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Children’s book on Vernon hockey legend in focus at speaker series

Chad Soon’s The Longest Shot tells the story of Larry Kwong, who broke the colour barrier in 1948

A Vernon teacher has captured the remarkable story of hockey trailblazer Larry Kwong in a children’s book that will be the focus of the first instalment of a new event series.

The Museum and Archives of Vernon, in collaboration with the Vernon branch of the Okanagan Historical Society (OHS), have announced the launch of their speaker series, Hometown Histories. The inaugural event in the series is set to take place May 25 from 1 to 2 p.m. at the museum.

The first featured speaker is local teacher Chad Soon, whose presentation will focus on the life and legacy of Vernon’s Larry Kwong, who broke the colour barrier when he became the first player of Asian descent to play in the National Hockey League in 1948.

An expert on Kwong and his place in hockey history, Soon offers a unique perspective on the historical significance of the Vernon icon.

Attendees can expect an engaging exploration of Kwong’s experiences, with particular emphasis on his formative years growing up in Vernon in the 1920s and ‘30s.

“We’re honored to welcome Chad Soon as our guest speaker for this special event,” said Gwyneth Evans, museum archives manager. “His insights into Larry Kwong’s life will undoubtedly deepen our understanding of Vernon’s rich cultural heritage.”

Soon released his co-authored children’s book, The Longest Shot, in February. Copies of the book — which also involved the contributions of fellow author George Chiang and illustrator Amy Qi — will be available for cash purchase during the event.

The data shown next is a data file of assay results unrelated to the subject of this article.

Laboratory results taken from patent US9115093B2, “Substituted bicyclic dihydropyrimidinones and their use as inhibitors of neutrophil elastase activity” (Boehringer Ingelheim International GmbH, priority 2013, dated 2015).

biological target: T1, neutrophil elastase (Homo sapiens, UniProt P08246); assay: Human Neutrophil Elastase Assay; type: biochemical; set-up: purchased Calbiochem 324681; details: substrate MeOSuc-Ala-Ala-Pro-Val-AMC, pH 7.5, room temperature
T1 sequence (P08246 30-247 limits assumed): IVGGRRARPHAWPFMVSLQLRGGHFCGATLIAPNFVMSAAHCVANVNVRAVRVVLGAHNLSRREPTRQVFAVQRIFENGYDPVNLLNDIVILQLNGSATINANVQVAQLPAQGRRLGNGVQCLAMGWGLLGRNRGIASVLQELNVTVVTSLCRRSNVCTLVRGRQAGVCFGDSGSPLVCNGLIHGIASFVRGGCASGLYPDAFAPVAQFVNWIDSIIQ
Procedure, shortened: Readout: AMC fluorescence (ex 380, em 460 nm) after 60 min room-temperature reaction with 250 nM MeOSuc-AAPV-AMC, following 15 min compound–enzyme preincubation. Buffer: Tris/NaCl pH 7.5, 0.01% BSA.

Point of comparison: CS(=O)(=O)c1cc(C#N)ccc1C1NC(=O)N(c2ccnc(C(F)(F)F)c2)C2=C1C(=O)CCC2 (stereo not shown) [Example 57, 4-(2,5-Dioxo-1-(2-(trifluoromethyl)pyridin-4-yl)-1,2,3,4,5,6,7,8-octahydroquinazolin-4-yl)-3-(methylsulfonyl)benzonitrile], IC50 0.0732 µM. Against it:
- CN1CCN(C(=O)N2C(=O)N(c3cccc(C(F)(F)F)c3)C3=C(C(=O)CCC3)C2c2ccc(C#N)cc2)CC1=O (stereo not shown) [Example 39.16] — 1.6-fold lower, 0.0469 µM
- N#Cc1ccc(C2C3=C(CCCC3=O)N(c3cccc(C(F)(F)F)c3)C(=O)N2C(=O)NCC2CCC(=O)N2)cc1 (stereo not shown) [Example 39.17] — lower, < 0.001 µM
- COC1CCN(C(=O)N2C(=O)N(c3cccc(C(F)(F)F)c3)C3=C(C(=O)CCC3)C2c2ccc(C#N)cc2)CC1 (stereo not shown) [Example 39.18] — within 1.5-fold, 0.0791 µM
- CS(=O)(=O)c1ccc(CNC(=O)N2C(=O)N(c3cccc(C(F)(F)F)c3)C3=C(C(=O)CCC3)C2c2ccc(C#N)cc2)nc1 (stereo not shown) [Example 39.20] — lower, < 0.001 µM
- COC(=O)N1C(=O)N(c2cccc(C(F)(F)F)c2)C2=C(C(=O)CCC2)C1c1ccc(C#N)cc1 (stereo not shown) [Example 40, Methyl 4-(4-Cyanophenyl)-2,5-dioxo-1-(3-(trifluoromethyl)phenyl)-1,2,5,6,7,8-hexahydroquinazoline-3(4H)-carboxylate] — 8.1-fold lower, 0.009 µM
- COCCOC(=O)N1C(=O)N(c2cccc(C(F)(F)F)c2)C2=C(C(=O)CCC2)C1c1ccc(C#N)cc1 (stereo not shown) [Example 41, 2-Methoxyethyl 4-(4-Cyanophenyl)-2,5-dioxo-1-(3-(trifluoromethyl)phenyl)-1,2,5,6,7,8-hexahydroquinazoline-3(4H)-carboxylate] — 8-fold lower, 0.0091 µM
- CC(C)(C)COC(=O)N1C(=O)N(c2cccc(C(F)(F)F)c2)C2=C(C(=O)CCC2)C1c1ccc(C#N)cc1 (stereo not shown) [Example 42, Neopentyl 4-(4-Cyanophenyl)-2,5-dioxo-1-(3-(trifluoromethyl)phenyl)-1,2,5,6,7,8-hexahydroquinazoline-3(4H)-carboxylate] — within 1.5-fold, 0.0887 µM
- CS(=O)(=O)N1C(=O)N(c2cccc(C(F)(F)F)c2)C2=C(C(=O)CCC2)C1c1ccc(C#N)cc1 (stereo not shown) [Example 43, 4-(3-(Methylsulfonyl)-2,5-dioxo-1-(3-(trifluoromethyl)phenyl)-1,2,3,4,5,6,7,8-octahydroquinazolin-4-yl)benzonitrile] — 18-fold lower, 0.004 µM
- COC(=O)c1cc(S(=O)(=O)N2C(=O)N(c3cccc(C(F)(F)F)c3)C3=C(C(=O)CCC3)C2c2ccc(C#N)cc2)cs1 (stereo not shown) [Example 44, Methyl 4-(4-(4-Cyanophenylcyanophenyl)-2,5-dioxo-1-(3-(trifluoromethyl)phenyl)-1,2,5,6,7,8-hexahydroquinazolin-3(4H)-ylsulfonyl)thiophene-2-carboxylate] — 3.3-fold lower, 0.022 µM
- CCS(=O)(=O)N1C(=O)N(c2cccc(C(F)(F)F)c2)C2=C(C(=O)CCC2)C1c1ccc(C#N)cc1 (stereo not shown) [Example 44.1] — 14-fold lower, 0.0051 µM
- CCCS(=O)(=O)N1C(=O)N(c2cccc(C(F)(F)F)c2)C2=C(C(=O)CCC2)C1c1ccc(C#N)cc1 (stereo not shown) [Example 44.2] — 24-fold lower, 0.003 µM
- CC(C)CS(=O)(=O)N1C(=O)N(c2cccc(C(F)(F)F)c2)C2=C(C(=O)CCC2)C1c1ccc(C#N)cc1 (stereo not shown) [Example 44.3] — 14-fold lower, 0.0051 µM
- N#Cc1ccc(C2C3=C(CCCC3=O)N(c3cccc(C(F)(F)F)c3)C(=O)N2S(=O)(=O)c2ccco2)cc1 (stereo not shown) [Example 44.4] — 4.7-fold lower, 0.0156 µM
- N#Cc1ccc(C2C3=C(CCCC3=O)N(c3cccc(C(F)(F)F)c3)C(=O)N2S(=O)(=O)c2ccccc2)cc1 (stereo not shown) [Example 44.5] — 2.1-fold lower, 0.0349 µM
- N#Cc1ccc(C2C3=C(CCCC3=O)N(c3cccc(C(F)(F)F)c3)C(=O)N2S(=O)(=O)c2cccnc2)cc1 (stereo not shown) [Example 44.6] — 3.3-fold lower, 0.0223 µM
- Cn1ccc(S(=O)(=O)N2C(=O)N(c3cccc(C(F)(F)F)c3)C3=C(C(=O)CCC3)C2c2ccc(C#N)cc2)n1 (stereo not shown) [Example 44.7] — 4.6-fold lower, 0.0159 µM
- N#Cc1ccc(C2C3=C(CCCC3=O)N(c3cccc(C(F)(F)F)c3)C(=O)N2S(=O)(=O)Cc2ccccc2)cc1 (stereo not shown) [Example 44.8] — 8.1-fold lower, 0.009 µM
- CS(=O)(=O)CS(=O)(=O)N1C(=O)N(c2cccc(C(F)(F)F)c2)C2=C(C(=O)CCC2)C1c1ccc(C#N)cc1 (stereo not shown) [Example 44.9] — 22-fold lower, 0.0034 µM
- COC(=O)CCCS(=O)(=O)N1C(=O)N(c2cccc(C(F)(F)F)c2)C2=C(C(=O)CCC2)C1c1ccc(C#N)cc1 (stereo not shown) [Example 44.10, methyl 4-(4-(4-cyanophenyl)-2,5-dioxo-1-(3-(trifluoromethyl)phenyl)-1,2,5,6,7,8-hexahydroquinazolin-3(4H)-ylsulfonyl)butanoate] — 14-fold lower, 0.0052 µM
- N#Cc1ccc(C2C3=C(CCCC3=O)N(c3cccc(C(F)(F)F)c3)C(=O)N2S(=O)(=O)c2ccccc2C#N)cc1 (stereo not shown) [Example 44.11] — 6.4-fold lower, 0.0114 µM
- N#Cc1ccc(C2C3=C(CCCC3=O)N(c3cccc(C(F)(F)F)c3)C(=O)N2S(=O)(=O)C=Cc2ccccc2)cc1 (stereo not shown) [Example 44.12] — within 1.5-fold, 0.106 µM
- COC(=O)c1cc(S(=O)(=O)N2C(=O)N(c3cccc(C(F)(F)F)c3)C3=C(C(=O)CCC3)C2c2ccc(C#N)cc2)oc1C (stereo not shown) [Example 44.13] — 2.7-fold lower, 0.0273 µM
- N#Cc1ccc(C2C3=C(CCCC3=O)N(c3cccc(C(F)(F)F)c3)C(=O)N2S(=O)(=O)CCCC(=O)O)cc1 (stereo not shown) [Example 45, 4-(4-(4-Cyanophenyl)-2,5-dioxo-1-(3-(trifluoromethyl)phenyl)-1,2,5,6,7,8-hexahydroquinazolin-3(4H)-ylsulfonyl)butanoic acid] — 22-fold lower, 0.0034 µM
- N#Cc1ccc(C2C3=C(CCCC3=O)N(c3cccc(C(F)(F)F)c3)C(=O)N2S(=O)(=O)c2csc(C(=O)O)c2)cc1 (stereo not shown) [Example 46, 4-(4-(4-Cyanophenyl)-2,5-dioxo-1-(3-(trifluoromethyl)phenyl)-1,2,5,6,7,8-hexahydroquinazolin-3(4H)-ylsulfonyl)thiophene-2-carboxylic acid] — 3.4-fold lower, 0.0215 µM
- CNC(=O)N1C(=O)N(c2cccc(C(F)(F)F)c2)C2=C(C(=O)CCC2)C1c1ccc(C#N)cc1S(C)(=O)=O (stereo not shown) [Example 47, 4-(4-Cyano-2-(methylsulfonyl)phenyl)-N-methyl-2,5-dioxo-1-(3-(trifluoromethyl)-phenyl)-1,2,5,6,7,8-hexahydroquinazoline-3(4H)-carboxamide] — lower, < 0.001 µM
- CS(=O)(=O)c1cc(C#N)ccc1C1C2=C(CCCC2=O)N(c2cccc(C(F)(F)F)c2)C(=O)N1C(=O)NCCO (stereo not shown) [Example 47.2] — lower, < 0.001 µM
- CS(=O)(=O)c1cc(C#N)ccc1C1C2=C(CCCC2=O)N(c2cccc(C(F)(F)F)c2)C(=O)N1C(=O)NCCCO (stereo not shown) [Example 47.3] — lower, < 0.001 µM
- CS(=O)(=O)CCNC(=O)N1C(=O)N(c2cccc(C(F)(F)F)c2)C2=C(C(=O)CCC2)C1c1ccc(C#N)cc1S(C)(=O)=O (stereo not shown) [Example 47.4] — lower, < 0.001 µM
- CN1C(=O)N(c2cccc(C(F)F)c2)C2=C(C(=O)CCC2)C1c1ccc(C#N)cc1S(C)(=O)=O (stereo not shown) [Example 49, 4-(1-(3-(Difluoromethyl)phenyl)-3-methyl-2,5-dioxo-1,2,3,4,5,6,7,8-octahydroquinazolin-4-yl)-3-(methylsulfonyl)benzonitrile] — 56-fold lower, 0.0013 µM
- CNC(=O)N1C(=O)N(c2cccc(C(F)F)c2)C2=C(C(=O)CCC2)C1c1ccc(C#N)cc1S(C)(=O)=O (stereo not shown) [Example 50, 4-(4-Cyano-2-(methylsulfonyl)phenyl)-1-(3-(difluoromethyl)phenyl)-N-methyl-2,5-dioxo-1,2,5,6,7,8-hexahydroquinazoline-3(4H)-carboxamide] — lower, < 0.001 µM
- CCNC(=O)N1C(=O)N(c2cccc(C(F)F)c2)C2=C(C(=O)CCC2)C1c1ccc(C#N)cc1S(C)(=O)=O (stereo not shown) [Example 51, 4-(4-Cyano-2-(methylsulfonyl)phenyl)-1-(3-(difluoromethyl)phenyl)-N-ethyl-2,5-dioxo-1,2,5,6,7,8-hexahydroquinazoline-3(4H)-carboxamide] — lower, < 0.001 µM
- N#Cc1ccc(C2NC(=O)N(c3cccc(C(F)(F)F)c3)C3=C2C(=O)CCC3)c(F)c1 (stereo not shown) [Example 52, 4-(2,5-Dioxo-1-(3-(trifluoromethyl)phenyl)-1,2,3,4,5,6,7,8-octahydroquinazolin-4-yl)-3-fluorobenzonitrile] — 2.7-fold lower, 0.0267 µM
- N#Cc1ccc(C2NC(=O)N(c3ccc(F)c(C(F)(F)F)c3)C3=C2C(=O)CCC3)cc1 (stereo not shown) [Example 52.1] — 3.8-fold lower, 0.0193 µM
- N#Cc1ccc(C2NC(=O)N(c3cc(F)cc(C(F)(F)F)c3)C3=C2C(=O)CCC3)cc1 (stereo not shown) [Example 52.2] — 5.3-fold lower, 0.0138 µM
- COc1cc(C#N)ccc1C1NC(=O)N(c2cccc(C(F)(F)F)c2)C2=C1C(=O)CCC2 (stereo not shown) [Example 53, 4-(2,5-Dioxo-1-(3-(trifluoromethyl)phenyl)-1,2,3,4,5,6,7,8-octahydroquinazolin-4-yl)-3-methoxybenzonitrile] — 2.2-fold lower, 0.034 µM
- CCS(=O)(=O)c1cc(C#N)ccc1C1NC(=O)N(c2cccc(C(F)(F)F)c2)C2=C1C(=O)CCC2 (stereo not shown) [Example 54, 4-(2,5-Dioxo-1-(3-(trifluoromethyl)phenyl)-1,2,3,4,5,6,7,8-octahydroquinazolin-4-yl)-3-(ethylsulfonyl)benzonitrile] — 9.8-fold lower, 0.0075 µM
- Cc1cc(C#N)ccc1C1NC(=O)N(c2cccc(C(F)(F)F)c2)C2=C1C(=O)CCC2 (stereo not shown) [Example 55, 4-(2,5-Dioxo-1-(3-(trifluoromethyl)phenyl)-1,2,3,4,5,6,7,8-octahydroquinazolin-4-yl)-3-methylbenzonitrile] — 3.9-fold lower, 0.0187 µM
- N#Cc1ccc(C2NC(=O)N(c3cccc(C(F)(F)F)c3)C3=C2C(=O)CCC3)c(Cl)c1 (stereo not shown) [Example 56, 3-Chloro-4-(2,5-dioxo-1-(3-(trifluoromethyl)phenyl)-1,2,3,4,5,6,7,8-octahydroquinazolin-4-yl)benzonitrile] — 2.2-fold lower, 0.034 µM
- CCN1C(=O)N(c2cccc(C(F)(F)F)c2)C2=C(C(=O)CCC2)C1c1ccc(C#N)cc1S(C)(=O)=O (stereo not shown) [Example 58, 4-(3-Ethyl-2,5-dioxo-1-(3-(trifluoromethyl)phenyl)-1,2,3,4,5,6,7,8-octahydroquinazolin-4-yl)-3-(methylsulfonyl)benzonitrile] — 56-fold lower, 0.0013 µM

Proceeds from book sales will support the Larry Kwong Memorial Hockey 4 Youth program, which expanded to Vernon last year and gives disadvantaged kids a chance to take part in Canada’s national pastime, regardless of their place of origin or their family’s income.

May is Asian Heritage Month, and Soon said the Vernon talk and book launch lines up nicely with this year’s theme: preserving the past, embracing the future, and amplifying Asian Canadian legacy.

The Hometown Histories speaker series represents the first of several co-hosted activities that the museum and OHS Vernon hope to achieve in 2024 and beyond.

Since its founding in 1925, the OHS has been an advocate for the preservation of local history. Clint Evans, president of the Vernon branch, expressed enthusiam for the partnership between his organization and the museum.

“This collaboration presents a wonderful opportunity for our organizations to combine efforts and resources. We are thrilled to commence our revitalized partnership with a presentation by Chad Soon, whose dedication to local history embodies the essence of our mission,” Evans said.

Tickets for the speaker series event are $10 and must be pre-purchased online at Seating is limited, so people are encouraged to reserve their spots early.

For tickets and further information, click here.

Do you have a story to share that you think would be a good fit for the speaker series? Reach out to Gwyneth Evans at

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Brendan Shykora

About the Author: Brendan Shykora

I started at the Morning Star as a carrier at the age of 8. In 2019 graduated from the Master of Journalism program at Carleton University.
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